Kerry hosts first anti-Islamic State coalition meeting
Kerry, Iraqi Prime Minister Haider al-Abadi and foreign ministers from European, Arab and other countries will meet at NATO headquarters in Brussels to discuss the best military strategy against the group, officials said.
But they will also look at how to stem the flow of foreign fighters and delegitimise the powerful IS “brand,” that has drawn jihadists from several Western countries, the officials added.
“This is the end of the beginning of the formation of the coalition. This is where the coalition comes together,” a senior State Department official told reporters with Kerry.
The United States launched the first strikes against Islamic State in Iraq in August. In late September the strikes were extended to IS targets in Syria, involving both the United States as well as a number of allies.
Saudi Arabia, the United Arab Emirates, Jordan and Bahrain are taking part in the air strikes in Syria and Australia, Belgium, Britain, Canada, Denmark, France and the Netherlands are participating in Iraq.
Separately, the Pentagon Tuesday confirmed for the first time that Iran recently carried out air strikes against IS in eastern Iraq.
The threat posed by IS has brought the two arch-foes together in the fight against the jihadists but Washington said the Iranian raids were not coordinated with US forces.
The United States has carried out the vast majority of the air strikes against the jihadists who proclaimed a caliphate in Syria and Iraq in June.
Dozens more countries are offering other support including information and intelligence sharing.
Kerry on Tuesday did not rule out providing more aid to the Iraqi government. “I’m confident that over a period of time the United States will be providing additional assistance of one kind or another,” he said.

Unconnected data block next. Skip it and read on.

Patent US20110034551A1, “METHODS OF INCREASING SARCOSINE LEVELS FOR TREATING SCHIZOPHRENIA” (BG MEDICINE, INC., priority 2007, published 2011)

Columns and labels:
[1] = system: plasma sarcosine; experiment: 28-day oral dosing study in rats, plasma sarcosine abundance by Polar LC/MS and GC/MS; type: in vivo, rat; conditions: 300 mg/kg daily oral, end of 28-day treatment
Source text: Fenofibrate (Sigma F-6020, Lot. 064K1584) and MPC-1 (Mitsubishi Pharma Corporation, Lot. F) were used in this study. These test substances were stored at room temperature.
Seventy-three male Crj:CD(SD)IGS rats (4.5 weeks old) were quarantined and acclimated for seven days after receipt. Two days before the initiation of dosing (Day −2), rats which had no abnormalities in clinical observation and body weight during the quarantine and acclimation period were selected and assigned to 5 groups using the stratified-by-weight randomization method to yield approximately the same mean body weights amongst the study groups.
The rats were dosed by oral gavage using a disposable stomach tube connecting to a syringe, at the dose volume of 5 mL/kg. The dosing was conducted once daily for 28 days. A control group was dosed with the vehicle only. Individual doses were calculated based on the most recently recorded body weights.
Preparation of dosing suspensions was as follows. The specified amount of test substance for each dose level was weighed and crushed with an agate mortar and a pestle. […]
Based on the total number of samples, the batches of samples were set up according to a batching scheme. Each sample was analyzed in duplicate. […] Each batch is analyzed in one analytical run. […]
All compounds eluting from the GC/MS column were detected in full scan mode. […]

Threat from foreign fighters
Officials said the ministers will tackle how to disrupt IS finances and how to provide humanitarian aid to displaced people in Iraq and Syria.
The senior US official said the coalition partners are particularly concerned about the threat posed by thousands of foreign fighters who have joined IS and who could launch attacks in the West.
“It may be in fact one of the longest term problems that we’ll ultimately face with respect to ISIS in this region,” he said, using the group’s alternate name.
Washington was working with European and Gulf Arab states about tightening borders and establishing no-travel lists, he added.
Coalition partners, he said, are due to meet in Marrakesh, Morocco on December 15 to further tackle the foreign fighters problem.
NATO has allowed its headquarters to be used for Tuesday’s talks because foreign ministers from the transatlantic alliance met there on Tuesday, but NATO is not part of the US-led coalition against IS.
The ministers will discuss ways to send “counter-messages” to delegitimise IS, which has been savvy in using social media to recruit fighters and supporters over the Internet.
“As we are able to delegitimise (IS), we are able to turn populations against (IS), reduce their recruiting basis,” he added.
The ministers will study ways to disrupt how IS raises finances through oil sales, extortion, plunder, ransom, human trafficking and the sale of Syrian antiquities, he said.
“We’re working hard to map the oil system,” he said, adding the coalition is tracking oil from the ground, to refineries, to black markets through tankers crossing borders, to the sources of cash and then banks.
Air strikes on refineries are undermining the IS ability to export the oil, and thereby raise funds, he said.
“We’re just kicking off on many of these things. And what we’re beginning to see already there is some effect that’s beginning to become apparent.”
The official said based on intelligence estimates there are around 30,000 IS fighters in both Syria and Iraq. (AFP)